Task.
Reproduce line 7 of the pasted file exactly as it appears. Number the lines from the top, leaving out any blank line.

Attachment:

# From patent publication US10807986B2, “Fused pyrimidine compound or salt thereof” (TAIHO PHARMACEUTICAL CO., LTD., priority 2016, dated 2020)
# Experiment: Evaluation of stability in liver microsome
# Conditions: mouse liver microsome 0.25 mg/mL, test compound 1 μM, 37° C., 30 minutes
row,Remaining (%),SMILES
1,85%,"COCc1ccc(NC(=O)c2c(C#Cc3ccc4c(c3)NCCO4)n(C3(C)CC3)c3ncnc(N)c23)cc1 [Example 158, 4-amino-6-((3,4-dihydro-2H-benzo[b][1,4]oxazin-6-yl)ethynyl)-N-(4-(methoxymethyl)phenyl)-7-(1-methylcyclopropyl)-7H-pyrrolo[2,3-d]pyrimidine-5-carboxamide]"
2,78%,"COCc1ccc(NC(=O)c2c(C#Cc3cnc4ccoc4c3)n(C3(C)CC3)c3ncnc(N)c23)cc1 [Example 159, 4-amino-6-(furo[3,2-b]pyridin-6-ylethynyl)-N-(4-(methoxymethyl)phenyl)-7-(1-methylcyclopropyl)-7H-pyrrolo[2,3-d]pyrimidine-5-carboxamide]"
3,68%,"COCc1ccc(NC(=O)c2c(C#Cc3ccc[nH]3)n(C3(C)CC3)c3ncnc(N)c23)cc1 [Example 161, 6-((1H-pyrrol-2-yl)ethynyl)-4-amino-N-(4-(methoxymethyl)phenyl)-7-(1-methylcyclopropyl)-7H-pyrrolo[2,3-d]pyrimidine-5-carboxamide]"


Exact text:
3,68%,"COCc1ccc(NC(=O)c2c(C#Cc3ccc[nH]3)n(C3(C)CC3)c3ncnc(N)c23)cc1 [Example 161, 6-((1H-pyrrol-2-yl)ethynyl)-4-amino-N-(4-(methoxymethyl)phenyl)-7-(1-methylcyclopropyl)-7H-pyrrolo[2,3-d]pyrimidine-5-carboxamide]"